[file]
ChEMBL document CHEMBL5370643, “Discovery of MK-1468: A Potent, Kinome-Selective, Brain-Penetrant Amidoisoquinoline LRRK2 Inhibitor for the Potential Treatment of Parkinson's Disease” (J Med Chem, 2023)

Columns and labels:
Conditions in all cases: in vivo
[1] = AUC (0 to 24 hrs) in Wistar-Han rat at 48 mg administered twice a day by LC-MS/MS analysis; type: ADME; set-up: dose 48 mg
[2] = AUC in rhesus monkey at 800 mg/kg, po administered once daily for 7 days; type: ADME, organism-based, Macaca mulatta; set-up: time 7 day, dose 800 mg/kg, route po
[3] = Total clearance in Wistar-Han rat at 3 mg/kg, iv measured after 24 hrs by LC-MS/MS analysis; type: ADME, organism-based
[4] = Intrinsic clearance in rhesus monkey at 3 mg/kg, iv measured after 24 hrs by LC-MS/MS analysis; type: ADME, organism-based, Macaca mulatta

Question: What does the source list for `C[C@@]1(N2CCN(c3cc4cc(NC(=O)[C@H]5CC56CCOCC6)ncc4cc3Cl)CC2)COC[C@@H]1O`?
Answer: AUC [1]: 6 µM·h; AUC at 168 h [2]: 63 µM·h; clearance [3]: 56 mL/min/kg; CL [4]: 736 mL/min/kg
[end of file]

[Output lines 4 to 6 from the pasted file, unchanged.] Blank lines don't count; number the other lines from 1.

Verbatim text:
[1] = AUC (0 to 24 hrs) in Wistar-Han rat at 48 mg administered twice a day by LC-MS/MS analysis; type: ADME; set-up: dose 48 mg
[2] = AUC in rhesus monkey at 800 mg/kg, po administered once daily for 7 days; type: ADME, organism-based, Macaca mulatta; set-up: time 7 day, dose 800 mg/kg, route po
[3] = Total clearance in Wistar-Han rat at 3 mg/kg, iv measured after 24 hrs by LC-MS/MS analysis; type: ADME, organism-based